Borduliak, Timofei Ignatevich

The following article is from The Great Soviet Encyclopedia (1979). It might be outdated or ideologically biased.

Borduliak, Timofei Ignat’evich


(pseudonyms: T. Vetlina. T. Bondarishin). Born Feb. 2, 1863, in the village of Borduliaki, Brody District, now the L’vov Oblast, Ukrainian SSR; died Oct. 16, 1936, in the village of Bol’shaia Khodachka, Kozova District, in the Ternopol’ region. Ukrainian writer. Born into a peasant family.

Borduliak graduated in 1899 from the department of theology of the University of L’vov. He was a teacher and a priest in the villages of Galicia. His stories about the lives of the western Ukrainian peasants at the turn of the century were unaffected and ingenuous (in the words of I. la. Franko) and glowing with warm feeling; they were included in the collections Neighbors (1899) and Tales of Galician Life (1903). He described with harsh realism the life of peasants who suffered from insufficient land and from oppression by landowners, kulaks, and the Austro-Hungarian authorities. In the stories “Here’s Where We’ll Go, Poor Dear” (1894), “Storks” (1896), and “Ivan, the Brazilian” (1899), Borduliak writes of the hard fate of the poor people who sought salvation in foreign countries. Borduliak ceased publishing in 1916.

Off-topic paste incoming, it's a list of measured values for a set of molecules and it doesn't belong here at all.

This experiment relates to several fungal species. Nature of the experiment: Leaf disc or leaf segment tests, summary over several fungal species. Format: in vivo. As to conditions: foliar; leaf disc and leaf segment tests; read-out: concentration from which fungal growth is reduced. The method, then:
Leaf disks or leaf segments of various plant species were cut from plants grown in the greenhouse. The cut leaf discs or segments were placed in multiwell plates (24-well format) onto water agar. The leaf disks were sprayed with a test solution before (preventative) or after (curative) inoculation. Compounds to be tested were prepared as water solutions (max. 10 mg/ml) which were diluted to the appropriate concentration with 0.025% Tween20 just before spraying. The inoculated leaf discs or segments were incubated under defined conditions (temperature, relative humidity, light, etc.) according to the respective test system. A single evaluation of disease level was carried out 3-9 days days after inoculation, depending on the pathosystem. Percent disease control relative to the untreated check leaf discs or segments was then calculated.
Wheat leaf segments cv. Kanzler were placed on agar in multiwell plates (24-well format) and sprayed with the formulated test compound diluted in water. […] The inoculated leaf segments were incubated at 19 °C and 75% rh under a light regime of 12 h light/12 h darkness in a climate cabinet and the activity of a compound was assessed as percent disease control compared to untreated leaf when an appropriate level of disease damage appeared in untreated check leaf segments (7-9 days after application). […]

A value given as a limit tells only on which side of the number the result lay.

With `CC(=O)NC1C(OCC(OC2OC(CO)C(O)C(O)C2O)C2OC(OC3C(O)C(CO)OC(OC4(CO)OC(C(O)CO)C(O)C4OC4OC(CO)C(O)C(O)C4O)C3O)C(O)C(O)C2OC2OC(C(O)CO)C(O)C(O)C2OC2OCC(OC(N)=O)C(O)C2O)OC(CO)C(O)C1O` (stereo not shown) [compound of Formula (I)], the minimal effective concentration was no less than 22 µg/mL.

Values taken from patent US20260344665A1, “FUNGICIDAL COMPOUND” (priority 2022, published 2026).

Tvory. Kiev, 1958.
In Russian translation:
Rasskazy. Moscow, 1958.
The Great Soviet Encyclopedia, 3rd Edition (1970-1979). © 2010 The Gale Group, Inc. All rights reserved.